Despite an increase over the past decade in anti-bullying policies and other measures to promote safe school environments, biased language, bullying and harassment continue to be the norm at many U.S. middle and high schools.
That’s according to the Gay, Lesbian & Straight Education Network (GLSEN), which released its 2015 school climate survey on Wednesday. The report is an update of the group’s school climate survey from 2005.
“Overall, bullying still persists at unacceptable levels, and the gains of the past ten years throw the more intractable aspects of the problem into higher relief. LGBTQ students still face rates of violence much higher relative to their peers,” GLSEN’s Executive Director Eliza Byard said in the report’s preface.
“Teachers report that they are less comfortable and less prepared to address the harsh conditions faced by transgender and gender nonconforming students. And amidst progress in reducing the use of most types of biased language in schools, racist language remains as prevalent as it was a decade ago,” she continued.
Although students generally feel safer in their schools today than in 2005, LGBT students are still twice as likely as their non-LGBT peers to have missed school in the past month as a result of feeling unsafe or uncomfortable, the report found.
Of the 1,367 U.S. middle and high school students surveyed, nearly 74 percent reported experiencing some form of peer victimization in the past year. And more than half of the 1,015 teachers surveyed said bullying was a serious problem at their school.
Students were most commonly bullied over their body size or appearance, their actual or perceived sexual orientation, their race or ethnicity, their academic ability and how masculine or feminine they are. Between 2005 and 2015, the survey found no change in students’ personal reports of “biased-based victimization.”
Over half of the students surveyed said they frequently heard sexist remarks and the expressions “you’re so gay” and “that’s so gay” from other students. Four in 10 students reported regularly hearing other homophobic remarks, including “faggot,” “dyke,” and “queer.” Students heard negative remarks about transgender and religious people less frequently.
School staff were more likely to intervene when they heard racist and sexist remarks and less likely to intervene when they heard negative remarks about gender expression and sexual orientation, students reported.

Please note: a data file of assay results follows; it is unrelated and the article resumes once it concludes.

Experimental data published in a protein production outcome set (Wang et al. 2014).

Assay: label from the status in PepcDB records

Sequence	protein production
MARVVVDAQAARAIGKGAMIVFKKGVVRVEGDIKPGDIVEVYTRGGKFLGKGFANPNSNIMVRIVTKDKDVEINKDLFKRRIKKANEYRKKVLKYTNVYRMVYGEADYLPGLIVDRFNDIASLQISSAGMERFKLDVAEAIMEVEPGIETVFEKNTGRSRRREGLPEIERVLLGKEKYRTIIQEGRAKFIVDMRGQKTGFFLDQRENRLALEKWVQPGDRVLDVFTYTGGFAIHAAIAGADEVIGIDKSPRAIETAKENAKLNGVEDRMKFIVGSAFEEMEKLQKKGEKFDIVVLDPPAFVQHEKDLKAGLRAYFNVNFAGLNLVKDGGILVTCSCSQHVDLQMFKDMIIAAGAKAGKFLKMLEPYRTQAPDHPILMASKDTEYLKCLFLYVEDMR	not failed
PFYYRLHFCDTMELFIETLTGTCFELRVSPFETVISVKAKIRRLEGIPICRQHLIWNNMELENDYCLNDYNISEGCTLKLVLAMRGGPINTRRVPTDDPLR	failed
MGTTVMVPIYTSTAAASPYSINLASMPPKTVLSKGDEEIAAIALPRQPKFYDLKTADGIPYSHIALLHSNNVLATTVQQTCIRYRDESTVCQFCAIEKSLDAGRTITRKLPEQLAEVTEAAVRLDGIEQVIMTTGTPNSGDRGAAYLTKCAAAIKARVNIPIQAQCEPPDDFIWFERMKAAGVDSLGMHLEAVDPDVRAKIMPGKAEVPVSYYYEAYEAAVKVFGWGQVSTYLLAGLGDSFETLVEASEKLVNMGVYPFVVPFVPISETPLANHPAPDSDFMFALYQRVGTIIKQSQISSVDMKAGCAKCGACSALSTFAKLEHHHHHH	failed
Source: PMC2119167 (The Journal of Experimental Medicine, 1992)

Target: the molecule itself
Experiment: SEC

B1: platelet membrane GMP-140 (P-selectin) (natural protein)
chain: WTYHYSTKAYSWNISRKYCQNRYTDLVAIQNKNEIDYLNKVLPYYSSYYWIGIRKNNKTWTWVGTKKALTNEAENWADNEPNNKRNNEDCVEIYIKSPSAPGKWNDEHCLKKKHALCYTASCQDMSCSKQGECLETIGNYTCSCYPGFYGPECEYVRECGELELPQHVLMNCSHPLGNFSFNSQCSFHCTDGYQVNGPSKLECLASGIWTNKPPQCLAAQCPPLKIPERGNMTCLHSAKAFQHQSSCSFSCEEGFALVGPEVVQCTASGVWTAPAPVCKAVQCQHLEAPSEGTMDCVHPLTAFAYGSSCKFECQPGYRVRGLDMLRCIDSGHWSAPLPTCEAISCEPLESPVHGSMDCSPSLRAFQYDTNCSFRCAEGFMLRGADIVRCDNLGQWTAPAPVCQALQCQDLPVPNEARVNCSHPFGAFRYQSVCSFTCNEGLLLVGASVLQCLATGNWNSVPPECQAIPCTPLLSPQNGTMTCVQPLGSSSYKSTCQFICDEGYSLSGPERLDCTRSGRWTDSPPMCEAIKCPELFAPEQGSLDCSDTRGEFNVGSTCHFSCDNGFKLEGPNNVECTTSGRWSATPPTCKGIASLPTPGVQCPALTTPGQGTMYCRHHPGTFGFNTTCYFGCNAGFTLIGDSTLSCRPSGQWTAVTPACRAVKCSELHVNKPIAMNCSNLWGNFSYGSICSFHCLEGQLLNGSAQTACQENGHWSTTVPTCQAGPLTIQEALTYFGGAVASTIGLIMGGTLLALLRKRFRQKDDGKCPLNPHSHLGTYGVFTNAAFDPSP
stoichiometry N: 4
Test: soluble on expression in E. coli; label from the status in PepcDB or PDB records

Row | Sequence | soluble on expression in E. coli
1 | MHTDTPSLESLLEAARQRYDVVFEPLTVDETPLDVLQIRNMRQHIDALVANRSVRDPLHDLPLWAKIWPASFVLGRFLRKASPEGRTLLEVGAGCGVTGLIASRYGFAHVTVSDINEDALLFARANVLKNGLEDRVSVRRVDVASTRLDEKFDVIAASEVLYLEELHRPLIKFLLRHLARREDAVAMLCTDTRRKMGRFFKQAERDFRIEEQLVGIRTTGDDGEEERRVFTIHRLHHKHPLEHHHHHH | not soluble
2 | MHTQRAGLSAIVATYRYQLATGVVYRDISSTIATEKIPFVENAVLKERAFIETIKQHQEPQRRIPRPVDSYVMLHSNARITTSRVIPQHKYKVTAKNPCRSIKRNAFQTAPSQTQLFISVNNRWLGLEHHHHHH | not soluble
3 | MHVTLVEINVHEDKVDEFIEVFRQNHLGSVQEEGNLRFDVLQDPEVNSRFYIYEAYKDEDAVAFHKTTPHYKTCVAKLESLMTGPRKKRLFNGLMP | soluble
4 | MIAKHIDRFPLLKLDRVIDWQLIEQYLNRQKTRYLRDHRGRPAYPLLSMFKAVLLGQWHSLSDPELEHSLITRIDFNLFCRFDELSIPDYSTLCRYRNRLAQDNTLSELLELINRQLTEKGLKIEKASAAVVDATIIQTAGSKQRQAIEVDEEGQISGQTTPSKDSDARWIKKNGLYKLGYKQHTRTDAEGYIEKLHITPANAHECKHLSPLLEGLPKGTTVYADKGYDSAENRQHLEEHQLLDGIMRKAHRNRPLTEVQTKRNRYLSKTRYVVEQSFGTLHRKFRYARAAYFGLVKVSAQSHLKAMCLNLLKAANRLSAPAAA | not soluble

Bullying by teachers and school staff was also covered in the survey. A quarter of students reported hearing school staff make disparaging comments about students’ gender expression. About 22 percent of students heard educators speak negatively about students’ academic ability and 20.6 percent heard sexist remarks.
“Students also reported hearing school staff make homophobic remarks (15.3%), racist remarks (14.4%), negative remarks about religion (14.1%), and negative remarks about transgender people (12.6%),” the report adds.
Overall, the incidence of students hearing biased language at school decreased between 2005 and 2015, with the exception of racist remarks. Schools have become somewhat safer thanks in part to significant increases in Gay Straight Alliances and anti-bullying policies.
Nonetheless, bullying and harassment remain “a significant concern” in U.S. secondary schools, GLSEN concludes.
The report makes the following recommendations to improve school climate for all students:
Increase investment in improving the conditions for learning in our schools, including efforts to eliminate bias-based bullying, to enable educators to do their best work and give all students the best chance for success;
Continue our drive to increase the presence of critical LGBTQ-affirming supports in all schools across the United States, in order to reduce the experience gap that continues to separate LGBTQ students from their peers;
Provide educators with the adequate training and preparation to increase support and affirmation of all of our schools’ most marginalized students, including transgender students and students of color.
“Since 2005, we have seen significant investment in bullying-prevention in the United States, and an unprecedented level of public attention to this serious issue,” Byard said. “It is encouraging to see that we’re making progress. However, it is absolutely clear that we must pay more focused attention to some of the most persistent forms of bias in order to continue to move the needle and improve school climate in America.”